In the treacherous tidal estuary of The Loney by Andrew Michael Hurley, the bones of a baby are uncovered as a house slides seaward. Hurley’s descriptions of nature are exquisite – we see it, feel it, smell it. He also has a talent for cultivating dread. It’s there in the tiniest human interaction, the minutiae of nature’s caprice. It grows every step of the way. Members of a Catholic parish go on pilgrimage; a mother is sure the shrine will cure her eldest son of his disabilities. We just know bad things are going to happen –and they do. Also something wonderful–buthow? At what cost? Thirty years later those bones unleash the younger son’s memories of that religious retreat and give us his version of events. A seriously creepy tour de force, full of imagery both Christian and Pagan, lingering long after you’ve closed the book. Prepare to shiver.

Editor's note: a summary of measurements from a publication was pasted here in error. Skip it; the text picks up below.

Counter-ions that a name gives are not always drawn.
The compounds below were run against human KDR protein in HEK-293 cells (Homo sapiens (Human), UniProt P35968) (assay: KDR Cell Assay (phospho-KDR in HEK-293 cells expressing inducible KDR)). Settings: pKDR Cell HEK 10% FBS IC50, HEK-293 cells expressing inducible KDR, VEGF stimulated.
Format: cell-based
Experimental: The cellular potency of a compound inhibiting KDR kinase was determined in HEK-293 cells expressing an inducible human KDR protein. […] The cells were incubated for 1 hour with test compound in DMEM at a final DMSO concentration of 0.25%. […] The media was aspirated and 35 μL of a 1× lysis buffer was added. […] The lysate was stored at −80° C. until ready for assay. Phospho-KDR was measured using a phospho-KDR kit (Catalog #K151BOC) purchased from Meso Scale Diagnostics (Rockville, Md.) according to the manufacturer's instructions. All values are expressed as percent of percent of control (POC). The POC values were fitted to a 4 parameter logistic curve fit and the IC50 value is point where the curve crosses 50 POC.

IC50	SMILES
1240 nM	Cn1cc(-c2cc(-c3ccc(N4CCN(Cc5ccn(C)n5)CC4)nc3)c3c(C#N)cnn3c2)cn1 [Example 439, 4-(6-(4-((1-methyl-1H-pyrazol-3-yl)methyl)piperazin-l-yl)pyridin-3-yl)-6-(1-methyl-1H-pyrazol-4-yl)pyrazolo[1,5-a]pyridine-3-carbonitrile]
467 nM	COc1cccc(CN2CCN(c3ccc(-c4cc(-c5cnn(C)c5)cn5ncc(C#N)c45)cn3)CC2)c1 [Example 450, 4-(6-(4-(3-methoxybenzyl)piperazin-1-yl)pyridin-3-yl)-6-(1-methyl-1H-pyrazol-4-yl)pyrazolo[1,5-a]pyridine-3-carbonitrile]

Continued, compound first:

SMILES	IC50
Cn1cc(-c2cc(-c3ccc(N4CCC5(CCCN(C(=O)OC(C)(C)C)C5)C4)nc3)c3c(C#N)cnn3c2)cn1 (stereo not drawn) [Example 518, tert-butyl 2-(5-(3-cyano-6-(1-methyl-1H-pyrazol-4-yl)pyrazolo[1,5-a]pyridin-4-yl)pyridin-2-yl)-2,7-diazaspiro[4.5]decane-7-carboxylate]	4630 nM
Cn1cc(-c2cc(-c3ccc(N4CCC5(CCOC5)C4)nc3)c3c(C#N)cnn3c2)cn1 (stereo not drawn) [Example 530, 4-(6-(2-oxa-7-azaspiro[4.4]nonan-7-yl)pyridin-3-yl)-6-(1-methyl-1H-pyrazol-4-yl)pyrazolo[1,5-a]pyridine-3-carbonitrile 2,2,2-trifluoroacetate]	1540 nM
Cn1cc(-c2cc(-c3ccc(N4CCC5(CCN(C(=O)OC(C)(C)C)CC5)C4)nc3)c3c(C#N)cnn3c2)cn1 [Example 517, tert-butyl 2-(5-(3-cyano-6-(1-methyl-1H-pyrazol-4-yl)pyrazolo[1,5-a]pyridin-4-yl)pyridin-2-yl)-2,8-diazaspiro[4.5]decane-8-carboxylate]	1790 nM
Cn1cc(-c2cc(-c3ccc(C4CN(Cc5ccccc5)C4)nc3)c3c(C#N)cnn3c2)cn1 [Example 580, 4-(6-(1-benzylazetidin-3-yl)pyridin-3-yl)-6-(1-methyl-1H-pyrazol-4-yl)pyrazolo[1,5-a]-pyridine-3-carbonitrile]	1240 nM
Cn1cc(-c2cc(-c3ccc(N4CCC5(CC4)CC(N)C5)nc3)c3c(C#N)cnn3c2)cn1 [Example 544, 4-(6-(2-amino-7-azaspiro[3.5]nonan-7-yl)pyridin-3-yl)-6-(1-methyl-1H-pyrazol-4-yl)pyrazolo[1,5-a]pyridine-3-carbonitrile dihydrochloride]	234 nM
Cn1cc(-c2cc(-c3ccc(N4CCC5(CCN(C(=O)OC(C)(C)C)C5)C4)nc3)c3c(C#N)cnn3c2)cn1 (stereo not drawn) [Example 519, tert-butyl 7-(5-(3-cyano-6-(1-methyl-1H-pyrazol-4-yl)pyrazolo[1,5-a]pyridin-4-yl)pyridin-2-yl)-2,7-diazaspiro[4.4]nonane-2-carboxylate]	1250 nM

Shiver again with Andrew Pyper’s The Demonologist, one hell (a full nine circles) of a story. An academic specialising in Milton’s Paradise Lost is a non-believer, seeing the work as allegorical not literal. But when offered a mysterious trip to Venice, he finds he’s being courted by a demon (hint: not romantically). What happens there is pure evil, shaking him to the core and setting him on a quest to find his ‘missing’daughter. Make no mistake, this is a horror novel but constructed with the precision of any police procedural. The clues are there; our academic must follow them if he is to retrieve his child. In the end, he believes. So do we.